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Is Cameco Corp. a Buy After its Latest Dip?

Cameco Corp. (TSX:CCO)(NYSE:CCJ) has seen its share price lose 17% of its value so far this year, and last week the stock took another dip below $11 a share after analysts at Bank of Nova Scotia downgraded the stock amid concerns of a weaker outlook for the price of uranium.

Uranium prices have been stable this year

The price of uranium is a little over $20 right now, and in the past year it has been at lows not seen in more than a decade. There are concerns of oversupply, and demand for uranium has been low since the Fukushima nuclear disaster took place in 2011. However, earlier this year, some analysts were expecting a return to $30 in a few years and $50 in five. The problem with predicting any commodity price is that expectations can change in a short period of time.

Unfortunately, much like struggling oil and gas stocks, the success of Cameco’s stock price will be linked to a commodity price. It is for that very reason that Cameco has some risk, but it has a lot of potential upside as well. Given how much the price of uranium has dropped in just two years (44%), it is hard to imagine much more of a decline happening.

Potential for upside

Not only could Cameco see a rise in price if uranium prices increase, but also if the company has a favourable result from its dispute with Tokyo Electric Power Company Holdings Inc., which cancelled a contract. Cameco says the cancellation is without basis. Although the dispute is still ongoing, a lot of investors have likely assumed the $1.3 billion contract is gone, and a positive result could see the stock make a big jump in price.

Strong financials keep the company safe

If uranium prices continue to drop, then Cameco is still not hopeless. The company currently pays a dividend of 3.4%, and if times get tough, the payout could be reduced or even eliminated. However, a strong balance sheet gives Cameco some flexibility with what it decides to do. Its debt-to-equity ratio is a manageable 0.29, and its current ratio of 5.8 suggests there are no short-term liquidity risks.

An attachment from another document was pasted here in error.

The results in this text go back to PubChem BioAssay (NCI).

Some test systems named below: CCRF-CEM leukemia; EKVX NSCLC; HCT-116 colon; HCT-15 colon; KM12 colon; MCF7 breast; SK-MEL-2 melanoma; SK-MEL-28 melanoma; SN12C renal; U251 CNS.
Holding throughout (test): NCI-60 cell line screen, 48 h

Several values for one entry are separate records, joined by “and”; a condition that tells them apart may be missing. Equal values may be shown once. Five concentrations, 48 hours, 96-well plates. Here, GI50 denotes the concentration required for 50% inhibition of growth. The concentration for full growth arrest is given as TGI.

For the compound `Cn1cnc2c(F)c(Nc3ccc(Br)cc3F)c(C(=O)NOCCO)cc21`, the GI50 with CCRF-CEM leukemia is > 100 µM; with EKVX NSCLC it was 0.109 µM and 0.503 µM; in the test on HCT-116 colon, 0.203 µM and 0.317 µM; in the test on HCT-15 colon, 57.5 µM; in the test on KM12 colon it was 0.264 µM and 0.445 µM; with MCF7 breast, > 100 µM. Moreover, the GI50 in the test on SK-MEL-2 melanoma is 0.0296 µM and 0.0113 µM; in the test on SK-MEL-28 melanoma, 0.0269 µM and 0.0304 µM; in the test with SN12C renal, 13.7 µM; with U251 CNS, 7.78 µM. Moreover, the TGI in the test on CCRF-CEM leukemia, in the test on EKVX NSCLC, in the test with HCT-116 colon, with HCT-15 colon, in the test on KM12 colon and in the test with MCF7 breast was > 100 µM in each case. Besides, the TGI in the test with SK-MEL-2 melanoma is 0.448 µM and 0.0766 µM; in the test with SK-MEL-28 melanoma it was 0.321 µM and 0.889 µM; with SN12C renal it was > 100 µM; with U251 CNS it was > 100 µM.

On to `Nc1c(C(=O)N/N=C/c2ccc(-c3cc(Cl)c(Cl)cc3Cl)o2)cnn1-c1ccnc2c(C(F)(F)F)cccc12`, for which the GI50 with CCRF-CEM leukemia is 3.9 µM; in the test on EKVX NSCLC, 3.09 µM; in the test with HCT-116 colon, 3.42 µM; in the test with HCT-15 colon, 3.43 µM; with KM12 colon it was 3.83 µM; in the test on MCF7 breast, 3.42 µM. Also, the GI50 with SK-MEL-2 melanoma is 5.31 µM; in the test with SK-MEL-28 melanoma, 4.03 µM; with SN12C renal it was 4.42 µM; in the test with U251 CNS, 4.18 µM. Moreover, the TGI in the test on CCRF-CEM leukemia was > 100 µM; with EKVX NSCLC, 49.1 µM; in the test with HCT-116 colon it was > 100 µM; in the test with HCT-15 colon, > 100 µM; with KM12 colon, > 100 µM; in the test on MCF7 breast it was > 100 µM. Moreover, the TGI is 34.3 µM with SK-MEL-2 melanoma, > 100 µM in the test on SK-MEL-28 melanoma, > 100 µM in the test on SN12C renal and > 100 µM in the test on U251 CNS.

Cameco has also grown its free cash flow in each of the past three years, and in the past four quarters, it has accumulated $605 million. By having lots of free cash and strong liquidity on its books, the company puts itself in a good position to handle difficult times ahead.

Should you buy Cameco today?

Despite the doom and gloom for uranium prices, Cameco does not strike me as a company with significant risk. Although uranium prices are low, there are many factors that could impact demand and that could change the outlook significantly. The stock currently trades at 90% of its book value and could be a great buy for value investors that are willing to take on some risk in return for a lot of potential upside. If the company keeps its dividend intact (and with strong free cash flow, it may very well do so), then you could earn a very decent yield, while you wait for demand to drive uranium prices back up.

This article represents the opinion of the writer, who may disagree with the “official” recommendation position of a Motley Fool premium service or advisor. We’re Motley! Questioning an investing thesis — even one of our own — helps us all think critically about investing and make decisions that help us become smarter, happier, and richer, so we sometimes publish articles that may not be in line with recommendations, rankings or other content.

Fool contributor David Jagielski has no position in any stocks mentioned.

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